LOUISVILLE, Ky. -- The most critical factors in Saturday’s clash between Louisville and Kentucky are obvious. They’ve been discussed at length in the days leading up to this rivalry game.
For Louisville …
Peyton Siva has to be a fluid game manager, especially in the last five minutes (assuming it’s a tight game, of course).
Gorgui Dieng has to give Rick Pitino valuable minutes in his first game since suffering a wrist injury in late November, but he doesn’t have to be an All-American.
The Cardinals need solid production from Montrezl Harrell and other reserves.
For Kentucky …
Harrow has to maintain the same poise that has helped the Wildcats win four in a row (16 assists, three turnovers in the team’s current winning streak).
Nerlens Noel has to protect the rim for Kentucky.
And the Wildcats have to adapt to Louisville’s gritty style by responding with their own physicality, something they didn’t do in losses to Duke, Notre Dame and Baylor.
Wiltjer can disrupt Louisville’s D
In Kentucky’s three losses, the sophomore went 1-for-2 (vs. Duke), 0-for-4 (at Notre Dame) and 1-for-9 (vs. Baylor) from 3-point range. He has had other poor performances from beyond the arc. Even though he’s a 41 percent 3-point shooter this season, his success has come in spurts.
But he can change this game. His shooting ability could be the key to disrupting Louisville’s typically disciplined defense, the most efficient unit in America, per Ken Pomeroy. Kentucky has to move Louisville around on defense, and the only way to do that is to hit shots inside and outside.
Against Lipscomb on Dec. 15, Wiltjer hit seven 3-pointers. Lipscomb isn’t Louisville, but the psychological effect of that outcome could have an impact Saturday.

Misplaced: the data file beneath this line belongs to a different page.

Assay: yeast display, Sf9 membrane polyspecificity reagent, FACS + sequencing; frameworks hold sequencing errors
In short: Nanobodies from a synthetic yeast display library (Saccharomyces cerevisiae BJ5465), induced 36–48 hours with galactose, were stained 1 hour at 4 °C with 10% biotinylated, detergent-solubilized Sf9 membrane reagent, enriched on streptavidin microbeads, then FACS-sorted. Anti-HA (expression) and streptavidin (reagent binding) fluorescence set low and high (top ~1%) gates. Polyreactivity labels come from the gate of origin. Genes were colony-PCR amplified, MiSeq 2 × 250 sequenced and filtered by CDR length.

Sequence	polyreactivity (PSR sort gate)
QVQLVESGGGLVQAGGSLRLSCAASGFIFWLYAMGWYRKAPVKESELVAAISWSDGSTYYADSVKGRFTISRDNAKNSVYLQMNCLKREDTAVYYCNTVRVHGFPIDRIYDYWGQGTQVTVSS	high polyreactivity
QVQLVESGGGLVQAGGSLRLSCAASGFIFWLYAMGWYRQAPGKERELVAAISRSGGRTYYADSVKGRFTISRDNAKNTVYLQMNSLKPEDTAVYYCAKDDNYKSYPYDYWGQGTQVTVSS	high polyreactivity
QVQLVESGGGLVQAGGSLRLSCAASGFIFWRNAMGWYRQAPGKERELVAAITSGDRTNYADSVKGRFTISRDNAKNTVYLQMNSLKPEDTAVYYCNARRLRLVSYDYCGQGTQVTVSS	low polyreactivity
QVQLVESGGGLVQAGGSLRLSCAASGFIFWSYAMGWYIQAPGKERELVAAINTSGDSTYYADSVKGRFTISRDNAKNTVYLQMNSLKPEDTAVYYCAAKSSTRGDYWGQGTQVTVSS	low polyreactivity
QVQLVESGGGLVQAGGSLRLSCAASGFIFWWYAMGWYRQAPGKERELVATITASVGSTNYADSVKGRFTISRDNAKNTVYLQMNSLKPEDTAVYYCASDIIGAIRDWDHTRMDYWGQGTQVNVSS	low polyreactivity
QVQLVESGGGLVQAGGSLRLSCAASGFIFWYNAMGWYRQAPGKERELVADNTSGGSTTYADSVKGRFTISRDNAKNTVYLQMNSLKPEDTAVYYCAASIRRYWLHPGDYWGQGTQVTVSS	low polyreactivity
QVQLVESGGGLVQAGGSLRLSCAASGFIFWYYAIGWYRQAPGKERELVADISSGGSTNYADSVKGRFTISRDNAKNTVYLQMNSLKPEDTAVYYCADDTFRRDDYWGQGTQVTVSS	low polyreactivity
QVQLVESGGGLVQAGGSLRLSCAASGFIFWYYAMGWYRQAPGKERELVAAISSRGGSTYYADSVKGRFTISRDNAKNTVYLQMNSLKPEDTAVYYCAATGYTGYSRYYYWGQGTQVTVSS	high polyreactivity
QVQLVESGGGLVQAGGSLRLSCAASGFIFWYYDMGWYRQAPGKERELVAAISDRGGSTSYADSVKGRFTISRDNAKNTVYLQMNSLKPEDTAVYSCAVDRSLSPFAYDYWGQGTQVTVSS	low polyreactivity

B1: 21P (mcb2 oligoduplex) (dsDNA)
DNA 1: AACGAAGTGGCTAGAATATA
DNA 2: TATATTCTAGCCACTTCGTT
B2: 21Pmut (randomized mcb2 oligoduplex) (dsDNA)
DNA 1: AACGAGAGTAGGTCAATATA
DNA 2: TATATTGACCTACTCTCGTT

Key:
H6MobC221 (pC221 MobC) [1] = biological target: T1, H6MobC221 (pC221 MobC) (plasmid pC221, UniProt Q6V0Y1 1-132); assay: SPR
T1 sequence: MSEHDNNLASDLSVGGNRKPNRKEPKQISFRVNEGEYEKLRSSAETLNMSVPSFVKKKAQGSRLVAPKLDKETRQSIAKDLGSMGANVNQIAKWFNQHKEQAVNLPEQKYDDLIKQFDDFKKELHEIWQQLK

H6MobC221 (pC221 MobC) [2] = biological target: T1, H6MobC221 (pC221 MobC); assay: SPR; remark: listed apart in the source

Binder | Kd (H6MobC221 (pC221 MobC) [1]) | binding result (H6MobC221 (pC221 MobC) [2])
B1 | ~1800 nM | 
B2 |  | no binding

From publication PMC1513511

Blackshear might be Kentucky’s toughest matchup
When I saw Blackshear in high school, I figured he’d be a one-and-done prospect. He was strong, and he possessed a variety of skills. Then, he suffered a shoulder injury his freshman season and never fulfilled his potential in 2011-12.
The current version of Blackshear, however, resembles the player so many projected him to be when he was a McDonald’s All-American. Blackshear is far more aggressive than he was in limited action toward the end of last season.
He’s the inside-outside threat that could give Kentucky the greatest challenge. He can get to the rim, but he’s not afraid of the 12-footer, either. And now he’s attacking the glass (10.0 PPG, 4.2 RPG).
Blackshear might not fill up the stat sheet like Smith on Saturday, but he might be the most important player on the floor for Louisville because of the matchup nightmare he could create for John Calipari’s squad.